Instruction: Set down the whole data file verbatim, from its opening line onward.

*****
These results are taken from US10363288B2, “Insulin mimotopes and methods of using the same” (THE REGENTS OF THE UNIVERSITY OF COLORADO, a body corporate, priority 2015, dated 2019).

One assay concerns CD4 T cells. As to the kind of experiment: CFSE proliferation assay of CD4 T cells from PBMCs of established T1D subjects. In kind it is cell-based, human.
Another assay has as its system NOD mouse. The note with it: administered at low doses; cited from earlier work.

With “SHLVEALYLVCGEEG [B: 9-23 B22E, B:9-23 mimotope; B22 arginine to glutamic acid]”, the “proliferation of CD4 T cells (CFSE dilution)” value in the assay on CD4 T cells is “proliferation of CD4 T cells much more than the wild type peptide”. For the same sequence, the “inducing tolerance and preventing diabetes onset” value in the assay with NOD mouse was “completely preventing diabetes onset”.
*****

These results are taken from US10363288B2, “Insulin mimotopes and methods of using the same” (THE REGENTS OF THE UNIVERSITY OF COLORADO, a body corporate, priority 2015, dated 2019).

One assay concerns CD4 T cells. As to the kind of experiment: CFSE proliferation assay of CD4 T cells from PBMCs of established T1D subjects. In kind it is cell-based, human.
Another assay has as its system NOD mouse. The note with it: administered at low doses; cited from earlier work.

With “SHLVEALYLVCGEEG [B: 9-23 B22E, B:9-23 mimotope; B22 arginine to glutamic acid]”, the “proliferation of CD4 T cells (CFSE dilution)” value in the assay on CD4 T cells is “proliferation of CD4 T cells much more than the wild type peptide”. For the same sequence, the “inducing tolerance and preventing diabetes onset” value in the assay with NOD mouse was “completely preventing diabetes onset”.